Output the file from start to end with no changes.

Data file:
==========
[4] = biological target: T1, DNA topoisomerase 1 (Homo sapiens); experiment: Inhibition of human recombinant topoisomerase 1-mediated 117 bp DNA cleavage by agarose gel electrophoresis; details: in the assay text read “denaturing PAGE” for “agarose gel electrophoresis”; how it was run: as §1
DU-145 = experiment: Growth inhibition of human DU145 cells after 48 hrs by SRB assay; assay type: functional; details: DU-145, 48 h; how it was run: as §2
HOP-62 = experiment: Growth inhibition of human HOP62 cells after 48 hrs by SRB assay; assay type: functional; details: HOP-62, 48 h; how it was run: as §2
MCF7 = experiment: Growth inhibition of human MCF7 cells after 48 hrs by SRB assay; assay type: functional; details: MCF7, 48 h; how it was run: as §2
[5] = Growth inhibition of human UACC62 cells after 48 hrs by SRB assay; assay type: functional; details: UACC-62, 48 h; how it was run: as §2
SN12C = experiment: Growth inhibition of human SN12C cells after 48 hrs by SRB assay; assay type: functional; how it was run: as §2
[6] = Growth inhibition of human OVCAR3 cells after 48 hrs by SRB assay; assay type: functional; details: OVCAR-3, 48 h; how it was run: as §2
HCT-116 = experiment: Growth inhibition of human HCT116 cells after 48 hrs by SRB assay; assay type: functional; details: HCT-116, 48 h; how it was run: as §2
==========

[4] = biological target: T1, DNA topoisomerase 1 (Homo sapiens); experiment: Inhibition of human recombinant topoisomerase 1-mediated 117 bp DNA cleavage by agarose gel electrophoresis; details: in the assay text read “denaturing PAGE” for “agarose gel electrophoresis”; how it was run: as §1
DU-145 = experiment: Growth inhibition of human DU145 cells after 48 hrs by SRB assay; assay type: functional; details: DU-145, 48 h; how it was run: as §2
HOP-62 = experiment: Growth inhibition of human HOP62 cells after 48 hrs by SRB assay; assay type: functional; details: HOP-62, 48 h; how it was run: as §2
MCF7 = experiment: Growth inhibition of human MCF7 cells after 48 hrs by SRB assay; assay type: functional; details: MCF7, 48 h; how it was run: as §2
[5] = Growth inhibition of human UACC62 cells after 48 hrs by SRB assay; assay type: functional; details: UACC-62, 48 h; how it was run: as §2
SN12C = experiment: Growth inhibition of human SN12C cells after 48 hrs by SRB assay; assay type: functional; how it was run: as §2
[6] = Growth inhibition of human OVCAR3 cells after 48 hrs by SRB assay; assay type: functional; details: OVCAR-3, 48 h; how it was run: as §2
HCT-116 = experiment: Growth inhibition of human HCT116 cells after 48 hrs by SRB assay; assay type: functional; details: HCT-116, 48 h; how it was run: as §2